You’ve lost that lovin’ feelin’? Why Teen Drivers Are Dwindling And What It Means

It’s no longer a foregone conclusion that we will be able to sell cars to a large and emerging demographic,” said Ford’s President of the Americas Mark Fields, during an industry conference earlier this year.

He serves as the chief judge at the world’s most prestigious classic car show, the Pebble Beach Concours d’Elegance. He’s a widely respected automotive journalist and author, and he has a garage full of hot rods and other cool cars. But when it comes to his two teen children, “They haven’t shown the slightest interest” in what’s in that garage, Ken Gross laments.

Teenage rebellion? Perhaps, as teens often seem determined to resist their parents in just about every way imaginable, but one thing parent and child once always seemed to agree on was the importance of driving a car. Not anymore.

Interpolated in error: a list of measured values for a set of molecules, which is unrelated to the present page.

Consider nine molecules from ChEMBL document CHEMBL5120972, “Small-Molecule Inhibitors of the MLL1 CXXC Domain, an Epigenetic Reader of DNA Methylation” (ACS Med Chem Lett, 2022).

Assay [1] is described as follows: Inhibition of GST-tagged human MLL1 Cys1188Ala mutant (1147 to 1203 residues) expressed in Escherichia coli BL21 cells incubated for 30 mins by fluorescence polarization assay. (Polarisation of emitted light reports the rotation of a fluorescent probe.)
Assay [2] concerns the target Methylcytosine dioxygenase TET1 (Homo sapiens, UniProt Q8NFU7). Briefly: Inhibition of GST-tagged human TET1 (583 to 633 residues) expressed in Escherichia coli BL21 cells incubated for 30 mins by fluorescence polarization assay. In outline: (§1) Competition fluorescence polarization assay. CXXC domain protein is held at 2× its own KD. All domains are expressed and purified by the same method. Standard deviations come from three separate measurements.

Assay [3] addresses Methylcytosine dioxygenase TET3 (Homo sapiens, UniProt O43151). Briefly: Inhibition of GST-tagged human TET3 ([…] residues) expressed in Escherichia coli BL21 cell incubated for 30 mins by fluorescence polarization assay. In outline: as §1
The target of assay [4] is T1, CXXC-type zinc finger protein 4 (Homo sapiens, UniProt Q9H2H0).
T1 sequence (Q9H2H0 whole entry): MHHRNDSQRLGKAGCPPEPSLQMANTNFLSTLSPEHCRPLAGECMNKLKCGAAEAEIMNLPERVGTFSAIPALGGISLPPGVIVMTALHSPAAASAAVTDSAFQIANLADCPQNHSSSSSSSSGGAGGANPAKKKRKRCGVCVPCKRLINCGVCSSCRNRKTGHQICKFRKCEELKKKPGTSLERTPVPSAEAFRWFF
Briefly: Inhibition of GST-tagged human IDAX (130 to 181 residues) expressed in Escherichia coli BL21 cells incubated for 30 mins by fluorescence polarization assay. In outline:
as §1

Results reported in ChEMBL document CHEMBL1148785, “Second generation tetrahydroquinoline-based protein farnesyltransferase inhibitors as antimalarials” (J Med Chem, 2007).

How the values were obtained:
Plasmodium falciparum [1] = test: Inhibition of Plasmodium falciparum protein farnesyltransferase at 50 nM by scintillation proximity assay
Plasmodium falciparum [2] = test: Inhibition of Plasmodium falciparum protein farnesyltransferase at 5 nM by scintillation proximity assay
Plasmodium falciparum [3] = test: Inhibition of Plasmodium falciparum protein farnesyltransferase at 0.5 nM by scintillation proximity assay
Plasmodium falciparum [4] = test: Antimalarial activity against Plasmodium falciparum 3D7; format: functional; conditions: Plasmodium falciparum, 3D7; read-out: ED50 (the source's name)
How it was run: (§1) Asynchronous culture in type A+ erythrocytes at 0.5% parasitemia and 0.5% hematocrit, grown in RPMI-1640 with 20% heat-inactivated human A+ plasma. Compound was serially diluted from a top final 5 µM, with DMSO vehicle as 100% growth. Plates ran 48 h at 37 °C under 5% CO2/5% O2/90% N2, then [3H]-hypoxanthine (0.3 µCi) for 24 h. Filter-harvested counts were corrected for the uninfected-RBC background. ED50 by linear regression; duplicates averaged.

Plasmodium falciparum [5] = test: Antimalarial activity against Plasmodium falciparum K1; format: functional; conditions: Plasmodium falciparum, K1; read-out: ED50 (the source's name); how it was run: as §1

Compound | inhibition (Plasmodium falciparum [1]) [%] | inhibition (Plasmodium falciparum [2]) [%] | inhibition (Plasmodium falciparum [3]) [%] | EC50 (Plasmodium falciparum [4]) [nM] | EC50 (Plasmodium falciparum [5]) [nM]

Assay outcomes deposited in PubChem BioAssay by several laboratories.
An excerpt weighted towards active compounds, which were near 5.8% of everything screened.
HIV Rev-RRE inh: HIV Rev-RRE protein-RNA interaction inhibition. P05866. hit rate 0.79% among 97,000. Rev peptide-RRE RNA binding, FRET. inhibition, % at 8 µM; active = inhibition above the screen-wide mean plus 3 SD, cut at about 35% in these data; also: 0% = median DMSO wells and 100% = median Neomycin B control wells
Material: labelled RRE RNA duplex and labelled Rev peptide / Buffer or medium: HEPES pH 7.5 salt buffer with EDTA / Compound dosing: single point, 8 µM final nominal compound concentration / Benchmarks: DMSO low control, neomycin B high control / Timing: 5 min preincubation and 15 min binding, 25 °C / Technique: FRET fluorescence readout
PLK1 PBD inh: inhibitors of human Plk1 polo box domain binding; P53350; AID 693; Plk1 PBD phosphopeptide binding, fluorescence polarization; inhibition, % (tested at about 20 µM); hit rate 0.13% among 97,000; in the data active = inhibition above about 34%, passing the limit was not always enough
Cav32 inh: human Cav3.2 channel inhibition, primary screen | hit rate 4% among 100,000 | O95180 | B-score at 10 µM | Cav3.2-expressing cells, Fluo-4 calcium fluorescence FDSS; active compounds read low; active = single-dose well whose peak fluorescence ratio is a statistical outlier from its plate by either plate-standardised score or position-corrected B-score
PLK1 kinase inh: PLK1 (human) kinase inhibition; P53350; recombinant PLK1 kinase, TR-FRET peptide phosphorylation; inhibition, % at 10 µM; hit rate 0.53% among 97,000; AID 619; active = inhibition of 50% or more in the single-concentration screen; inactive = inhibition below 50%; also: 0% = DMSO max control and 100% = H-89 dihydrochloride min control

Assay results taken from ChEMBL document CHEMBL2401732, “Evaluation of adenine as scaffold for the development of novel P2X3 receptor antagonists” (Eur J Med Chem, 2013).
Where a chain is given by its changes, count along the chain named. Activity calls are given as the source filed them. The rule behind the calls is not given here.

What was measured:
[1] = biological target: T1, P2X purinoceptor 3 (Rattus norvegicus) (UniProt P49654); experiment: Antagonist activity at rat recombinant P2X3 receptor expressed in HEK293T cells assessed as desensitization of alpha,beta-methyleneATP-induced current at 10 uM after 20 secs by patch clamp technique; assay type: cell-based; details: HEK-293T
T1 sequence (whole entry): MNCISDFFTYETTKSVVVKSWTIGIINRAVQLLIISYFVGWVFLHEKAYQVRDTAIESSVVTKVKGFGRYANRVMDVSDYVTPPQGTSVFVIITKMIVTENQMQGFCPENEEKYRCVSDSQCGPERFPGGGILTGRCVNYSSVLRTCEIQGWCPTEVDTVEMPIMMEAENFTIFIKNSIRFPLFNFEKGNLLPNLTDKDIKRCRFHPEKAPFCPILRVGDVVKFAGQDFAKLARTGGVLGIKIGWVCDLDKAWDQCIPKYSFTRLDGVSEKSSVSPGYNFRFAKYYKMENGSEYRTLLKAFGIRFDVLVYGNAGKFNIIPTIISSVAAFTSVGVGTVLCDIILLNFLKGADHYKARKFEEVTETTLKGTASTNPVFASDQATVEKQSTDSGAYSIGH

According to a recent study, nearly a third of American 19-year-olds haven’t bothered to get their driver’s licenses yet. Three decades ago, it was just one in eight who skipped that right of passage, according to Michael Sivak, of the University of Michigan Transportation Research Institute, or UMTRI. Among those 20 to 24, meanwhile, only 81 percent had gotten their licenses in 2010, down from 92 percent in 1983.

That may not necessarily be bad news for parents pacing the floor wondering where their kids are after curfew. But it’s potentially disastrous for the auto industry. No, Millennials don’t make up a large portion of the new car buying community – yet. But as a generation larger in number than the once sought-after Boomers, they were seen as the next big hope for carmakers after the downsized Gen-X.


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